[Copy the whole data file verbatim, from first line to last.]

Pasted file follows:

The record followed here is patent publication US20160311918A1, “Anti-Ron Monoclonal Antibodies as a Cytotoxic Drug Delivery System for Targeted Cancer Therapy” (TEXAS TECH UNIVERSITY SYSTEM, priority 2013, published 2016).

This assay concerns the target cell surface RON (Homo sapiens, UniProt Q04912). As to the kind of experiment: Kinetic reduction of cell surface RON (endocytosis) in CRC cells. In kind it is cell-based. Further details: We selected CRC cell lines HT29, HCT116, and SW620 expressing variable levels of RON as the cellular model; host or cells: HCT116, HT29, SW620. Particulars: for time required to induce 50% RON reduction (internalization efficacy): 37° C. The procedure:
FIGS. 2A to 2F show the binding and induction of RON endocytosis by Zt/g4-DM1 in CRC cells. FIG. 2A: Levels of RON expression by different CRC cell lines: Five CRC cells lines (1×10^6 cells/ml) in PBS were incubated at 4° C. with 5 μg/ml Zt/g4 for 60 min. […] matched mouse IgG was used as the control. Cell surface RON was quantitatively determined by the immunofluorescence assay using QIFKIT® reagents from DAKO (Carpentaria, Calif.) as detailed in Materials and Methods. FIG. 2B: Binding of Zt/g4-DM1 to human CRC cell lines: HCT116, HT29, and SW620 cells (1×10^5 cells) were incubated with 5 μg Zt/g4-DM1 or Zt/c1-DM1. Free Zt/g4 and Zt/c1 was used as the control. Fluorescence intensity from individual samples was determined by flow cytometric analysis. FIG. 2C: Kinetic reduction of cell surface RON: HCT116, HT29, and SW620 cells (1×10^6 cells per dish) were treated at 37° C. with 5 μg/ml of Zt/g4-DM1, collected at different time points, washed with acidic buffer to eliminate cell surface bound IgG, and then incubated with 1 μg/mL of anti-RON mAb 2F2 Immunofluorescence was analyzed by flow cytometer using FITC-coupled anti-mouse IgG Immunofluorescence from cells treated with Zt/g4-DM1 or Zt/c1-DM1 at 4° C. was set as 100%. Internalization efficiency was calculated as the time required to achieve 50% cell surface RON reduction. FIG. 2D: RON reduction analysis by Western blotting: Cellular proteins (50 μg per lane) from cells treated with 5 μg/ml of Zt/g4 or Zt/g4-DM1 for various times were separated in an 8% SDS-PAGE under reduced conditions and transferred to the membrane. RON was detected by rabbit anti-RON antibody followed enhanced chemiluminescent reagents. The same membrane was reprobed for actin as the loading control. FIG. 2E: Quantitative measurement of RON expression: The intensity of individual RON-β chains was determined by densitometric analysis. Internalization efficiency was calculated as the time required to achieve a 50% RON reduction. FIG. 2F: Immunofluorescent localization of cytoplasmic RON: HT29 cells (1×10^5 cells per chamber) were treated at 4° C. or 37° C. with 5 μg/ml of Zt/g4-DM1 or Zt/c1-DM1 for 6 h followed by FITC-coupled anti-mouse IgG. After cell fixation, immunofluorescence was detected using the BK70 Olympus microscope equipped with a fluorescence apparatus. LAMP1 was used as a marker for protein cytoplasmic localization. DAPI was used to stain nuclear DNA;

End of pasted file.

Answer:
The record followed here is patent publication US20160311918A1, “Anti-Ron Monoclonal Antibodies as a Cytotoxic Drug Delivery System for Targeted Cancer Therapy” (TEXAS TECH UNIVERSITY SYSTEM, priority 2013, published 2016).

This assay concerns the target cell surface RON (Homo sapiens, UniProt Q04912). As to the kind of experiment: Kinetic reduction of cell surface RON (endocytosis) in CRC cells. In kind it is cell-based. Further details: We selected CRC cell lines HT29, HCT116, and SW620 expressing variable levels of RON as the cellular model; host or cells: HCT116, HT29, SW620. Particulars: for time required to induce 50% RON reduction (internalization efficacy): 37° C. The procedure:
FIGS. 2A to 2F show the binding and induction of RON endocytosis by Zt/g4-DM1 in CRC cells. FIG. 2A: Levels of RON expression by different CRC cell lines: Five CRC cells lines (1×10^6 cells/ml) in PBS were incubated at 4° C. with 5 μg/ml Zt/g4 for 60 min. […] matched mouse IgG was used as the control. Cell surface RON was quantitatively determined by the immunofluorescence assay using QIFKIT® reagents from DAKO (Carpentaria, Calif.) as detailed in Materials and Methods. FIG. 2B: Binding of Zt/g4-DM1 to human CRC cell lines: HCT116, HT29, and SW620 cells (1×10^5 cells) were incubated with 5 μg Zt/g4-DM1 or Zt/c1-DM1. Free Zt/g4 and Zt/c1 was used as the control. Fluorescence intensity from individual samples was determined by flow cytometric analysis. FIG. 2C: Kinetic reduction of cell surface RON: HCT116, HT29, and SW620 cells (1×10^6 cells per dish) were treated at 37° C. with 5 μg/ml of Zt/g4-DM1, collected at different time points, washed with acidic buffer to eliminate cell surface bound IgG, and then incubated with 1 μg/mL of anti-RON mAb 2F2 Immunofluorescence was analyzed by flow cytometer using FITC-coupled anti-mouse IgG Immunofluorescence from cells treated with Zt/g4-DM1 or Zt/c1-DM1 at 4° C. was set as 100%. Internalization efficiency was calculated as the time required to achieve 50% cell surface RON reduction. FIG. 2D: RON reduction analysis by Western blotting: Cellular proteins (50 μg per lane) from cells treated with 5 μg/ml of Zt/g4 or Zt/g4-DM1 for various times were separated in an 8% SDS-PAGE under reduced conditions and transferred to the membrane. RON was detected by rabbit anti-RON antibody followed enhanced chemiluminescent reagents. The same membrane was reprobed for actin as the loading control. FIG. 2E: Quantitative measurement of RON expression: The intensity of individual RON-β chains was determined by densitometric analysis. Internalization efficiency was calculated as the time required to achieve a 50% RON reduction. FIG. 2F: Immunofluorescent localization of cytoplasmic RON: HT29 cells (1×10^5 cells per chamber) were treated at 4° C. or 37° C. with 5 μg/ml of Zt/g4-DM1 or Zt/c1-DM1 for 6 h followed by FITC-coupled anti-mouse IgG. After cell fixation, immunofluorescence was detected using the BK70 Olympus microscope equipped with a fluorescence apparatus. LAMP1 was used as a marker for protein cytoplasmic localization. DAPI was used to stain nuclear DNA;